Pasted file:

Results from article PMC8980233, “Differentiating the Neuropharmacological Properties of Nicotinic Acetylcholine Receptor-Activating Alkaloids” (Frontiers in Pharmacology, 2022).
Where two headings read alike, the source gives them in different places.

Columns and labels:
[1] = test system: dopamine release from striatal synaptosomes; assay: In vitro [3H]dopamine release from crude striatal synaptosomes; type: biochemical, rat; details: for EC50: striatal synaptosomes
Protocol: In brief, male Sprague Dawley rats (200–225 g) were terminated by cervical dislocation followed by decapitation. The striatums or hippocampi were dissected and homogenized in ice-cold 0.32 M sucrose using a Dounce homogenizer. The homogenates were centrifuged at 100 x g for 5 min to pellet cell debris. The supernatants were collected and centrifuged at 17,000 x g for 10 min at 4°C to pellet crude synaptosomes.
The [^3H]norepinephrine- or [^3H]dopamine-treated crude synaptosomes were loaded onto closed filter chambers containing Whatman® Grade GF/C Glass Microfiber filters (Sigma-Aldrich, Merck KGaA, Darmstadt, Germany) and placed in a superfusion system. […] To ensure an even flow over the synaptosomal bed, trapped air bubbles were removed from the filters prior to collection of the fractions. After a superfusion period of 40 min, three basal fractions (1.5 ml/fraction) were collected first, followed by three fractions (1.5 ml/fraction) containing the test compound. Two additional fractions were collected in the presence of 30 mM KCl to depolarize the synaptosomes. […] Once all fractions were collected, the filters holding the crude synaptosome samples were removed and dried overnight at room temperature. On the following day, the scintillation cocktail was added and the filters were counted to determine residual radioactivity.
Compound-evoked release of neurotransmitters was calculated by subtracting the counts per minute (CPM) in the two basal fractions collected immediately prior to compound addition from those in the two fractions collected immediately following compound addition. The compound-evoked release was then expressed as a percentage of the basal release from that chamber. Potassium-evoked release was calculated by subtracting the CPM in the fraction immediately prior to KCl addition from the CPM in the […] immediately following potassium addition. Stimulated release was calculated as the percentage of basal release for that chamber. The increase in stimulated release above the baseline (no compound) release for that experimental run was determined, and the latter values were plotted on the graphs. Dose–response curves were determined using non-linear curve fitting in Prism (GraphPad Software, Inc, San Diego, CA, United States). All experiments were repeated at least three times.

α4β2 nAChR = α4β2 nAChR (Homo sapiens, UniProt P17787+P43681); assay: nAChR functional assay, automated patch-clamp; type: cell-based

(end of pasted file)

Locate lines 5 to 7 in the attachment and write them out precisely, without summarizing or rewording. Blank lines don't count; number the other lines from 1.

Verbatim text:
Protocol: In brief, male Sprague Dawley rats (200–225 g) were terminated by cervical dislocation followed by decapitation. The striatums or hippocampi were dissected and homogenized in ice-cold 0.32 M sucrose using a Dounce homogenizer. The homogenates were centrifuged at 100 x g for 5 min to pellet cell debris. The supernatants were collected and centrifuged at 17,000 x g for 10 min at 4°C to pellet crude synaptosomes.
The [^3H]norepinephrine- or [^3H]dopamine-treated crude synaptosomes were loaded onto closed filter chambers containing Whatman® Grade GF/C Glass Microfiber filters (Sigma-Aldrich, Merck KGaA, Darmstadt, Germany) and placed in a superfusion system. […] To ensure an even flow over the synaptosomal bed, trapped air bubbles were removed from the filters prior to collection of the fractions. After a superfusion period of 40 min, three basal fractions (1.5 ml/fraction) were collected first, followed by three fractions (1.5 ml/fraction) containing the test compound. Two additional fractions were collected in the presence of 30 mM KCl to depolarize the synaptosomes. […] Once all fractions were collected, the filters holding the crude synaptosome samples were removed and dried overnight at room temperature. On the following day, the scintillation cocktail was added and the filters were counted to determine residual radioactivity.
Compound-evoked release of neurotransmitters was calculated by subtracting the counts per minute (CPM) in the two basal fractions collected immediately prior to compound addition from those in the two fractions collected immediately following compound addition. The compound-evoked release was then expressed as a percentage of the basal release from that chamber. Potassium-evoked release was calculated by subtracting the CPM in the fraction immediately prior to KCl addition from the CPM in the […] immediately following potassium addition. Stimulated release was calculated as the percentage of basal release for that chamber. The increase in stimulated release above the baseline (no compound) release for that experimental run was determined, and the latter values were plotted on the graphs. Dose–response curves were determined using non-linear curve fitting in Prism (GraphPad Software, Inc, San Diego, CA, United States). All experiments were repeated at least three times.